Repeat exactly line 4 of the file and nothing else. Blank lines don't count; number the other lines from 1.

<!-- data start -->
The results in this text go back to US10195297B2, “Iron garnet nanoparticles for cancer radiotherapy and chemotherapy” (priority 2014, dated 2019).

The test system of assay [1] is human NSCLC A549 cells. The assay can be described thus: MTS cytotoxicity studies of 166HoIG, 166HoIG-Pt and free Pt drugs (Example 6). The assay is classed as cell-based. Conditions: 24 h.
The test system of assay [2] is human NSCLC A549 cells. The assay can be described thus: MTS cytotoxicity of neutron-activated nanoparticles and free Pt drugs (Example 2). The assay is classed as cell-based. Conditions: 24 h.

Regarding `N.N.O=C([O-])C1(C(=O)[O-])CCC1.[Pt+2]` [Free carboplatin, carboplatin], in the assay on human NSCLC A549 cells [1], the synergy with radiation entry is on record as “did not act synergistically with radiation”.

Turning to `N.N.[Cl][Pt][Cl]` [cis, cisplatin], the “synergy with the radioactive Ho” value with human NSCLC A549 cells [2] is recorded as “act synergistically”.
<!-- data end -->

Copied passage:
Regarding `N.N.O=C([O-])C1(C(=O)[O-])CCC1.[Pt+2]` [Free carboplatin, carboplatin], in the assay on human NSCLC A549 cells [1], the synergy with radiation entry is on record as “did not act synergistically with radiation”.